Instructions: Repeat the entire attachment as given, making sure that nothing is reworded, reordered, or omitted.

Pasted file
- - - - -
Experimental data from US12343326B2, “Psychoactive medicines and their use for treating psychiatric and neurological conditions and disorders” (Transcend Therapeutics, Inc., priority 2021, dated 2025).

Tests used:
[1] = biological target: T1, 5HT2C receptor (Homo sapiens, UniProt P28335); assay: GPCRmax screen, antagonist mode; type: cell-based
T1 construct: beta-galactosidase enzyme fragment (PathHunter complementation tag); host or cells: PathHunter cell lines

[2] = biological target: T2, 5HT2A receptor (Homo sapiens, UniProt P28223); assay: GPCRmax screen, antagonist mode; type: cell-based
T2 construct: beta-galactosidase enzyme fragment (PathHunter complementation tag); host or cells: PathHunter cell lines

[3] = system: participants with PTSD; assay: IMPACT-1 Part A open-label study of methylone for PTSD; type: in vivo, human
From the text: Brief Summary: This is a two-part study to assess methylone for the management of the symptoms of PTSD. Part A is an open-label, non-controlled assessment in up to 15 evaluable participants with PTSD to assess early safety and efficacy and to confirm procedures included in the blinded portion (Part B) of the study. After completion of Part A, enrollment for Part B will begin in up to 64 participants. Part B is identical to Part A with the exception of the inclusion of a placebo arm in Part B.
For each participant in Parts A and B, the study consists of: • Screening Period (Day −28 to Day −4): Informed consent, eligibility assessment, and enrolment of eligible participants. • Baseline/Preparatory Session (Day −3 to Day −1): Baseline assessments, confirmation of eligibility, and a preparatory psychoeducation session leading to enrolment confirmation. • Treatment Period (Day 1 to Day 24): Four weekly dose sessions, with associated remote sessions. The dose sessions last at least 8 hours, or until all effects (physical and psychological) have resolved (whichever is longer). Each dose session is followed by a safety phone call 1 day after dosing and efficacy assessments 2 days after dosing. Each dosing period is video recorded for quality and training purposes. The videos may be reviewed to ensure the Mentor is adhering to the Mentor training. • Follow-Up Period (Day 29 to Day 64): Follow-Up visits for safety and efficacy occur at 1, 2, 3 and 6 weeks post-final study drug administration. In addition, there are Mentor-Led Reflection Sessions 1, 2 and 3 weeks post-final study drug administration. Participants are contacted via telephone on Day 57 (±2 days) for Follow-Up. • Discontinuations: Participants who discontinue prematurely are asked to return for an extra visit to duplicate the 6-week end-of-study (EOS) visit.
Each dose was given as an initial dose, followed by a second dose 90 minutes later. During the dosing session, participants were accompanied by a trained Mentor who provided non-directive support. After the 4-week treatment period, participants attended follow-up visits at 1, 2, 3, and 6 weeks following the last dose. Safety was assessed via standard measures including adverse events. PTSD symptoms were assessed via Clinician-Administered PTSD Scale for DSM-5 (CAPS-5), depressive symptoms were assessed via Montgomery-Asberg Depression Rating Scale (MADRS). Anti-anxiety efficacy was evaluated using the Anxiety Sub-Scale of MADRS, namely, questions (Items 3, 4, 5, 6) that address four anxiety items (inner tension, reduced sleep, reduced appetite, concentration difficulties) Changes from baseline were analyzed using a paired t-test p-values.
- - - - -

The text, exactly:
Experimental data from US12343326B2, “Psychoactive medicines and their use for treating psychiatric and neurological conditions and disorders” (Transcend Therapeutics, Inc., priority 2021, dated 2025).

Tests used:
[1] = biological target: T1, 5HT2C receptor (Homo sapiens, UniProt P28335); assay: GPCRmax screen, antagonist mode; type: cell-based
T1 construct: beta-galactosidase enzyme fragment (PathHunter complementation tag); host or cells: PathHunter cell lines

[2] = biological target: T2, 5HT2A receptor (Homo sapiens, UniProt P28223); assay: GPCRmax screen, antagonist mode; type: cell-based
T2 construct: beta-galactosidase enzyme fragment (PathHunter complementation tag); host or cells: PathHunter cell lines

[3] = system: participants with PTSD; assay: IMPACT-1 Part A open-label study of methylone for PTSD; type: in vivo, human
From the text: Brief Summary: This is a two-part study to assess methylone for the management of the symptoms of PTSD. Part A is an open-label, non-controlled assessment in up to 15 evaluable participants with PTSD to assess early safety and efficacy and to confirm procedures included in the blinded portion (Part B) of the study. After completion of Part A, enrollment for Part B will begin in up to 64 participants. Part B is identical to Part A with the exception of the inclusion of a placebo arm in Part B.
For each participant in Parts A and B, the study consists of: • Screening Period (Day −28 to Day −4): Informed consent, eligibility assessment, and enrolment of eligible participants. • Baseline/Preparatory Session (Day −3 to Day −1): Baseline assessments, confirmation of eligibility, and a preparatory psychoeducation session leading to enrolment confirmation. • Treatment Period (Day 1 to Day 24): Four weekly dose sessions, with associated remote sessions. The dose sessions last at least 8 hours, or until all effects (physical and psychological) have resolved (whichever is longer). Each dose session is followed by a safety phone call 1 day after dosing and efficacy assessments 2 days after dosing. Each dosing period is video recorded for quality and training purposes. The videos may be reviewed to ensure the Mentor is adhering to the Mentor training. • Follow-Up Period (Day 29 to Day 64): Follow-Up visits for safety and efficacy occur at 1, 2, 3 and 6 weeks post-final study drug administration. In addition, there are Mentor-Led Reflection Sessions 1, 2 and 3 weeks post-final study drug administration. Participants are contacted via telephone on Day 57 (±2 days) for Follow-Up. • Discontinuations: Participants who discontinue prematurely are asked to return for an extra visit to duplicate the 6-week end-of-study (EOS) visit.
Each dose was given as an initial dose, followed by a second dose 90 minutes later. During the dosing session, participants were accompanied by a trained Mentor who provided non-directive support. After the 4-week treatment period, participants attended follow-up visits at 1, 2, 3, and 6 weeks following the last dose. Safety was assessed via standard measures including adverse events. PTSD symptoms were assessed via Clinician-Administered PTSD Scale for DSM-5 (CAPS-5), depressive symptoms were assessed via Montgomery-Asberg Depression Rating Scale (MADRS). Anti-anxiety efficacy was evaluated using the Anxiety Sub-Scale of MADRS, namely, questions (Items 3, 4, 5, 6) that address four anxiety items (inner tension, reduced sleep, reduced appetite, concentration difficulties) Changes from baseline were analyzed using a paired t-test p-values.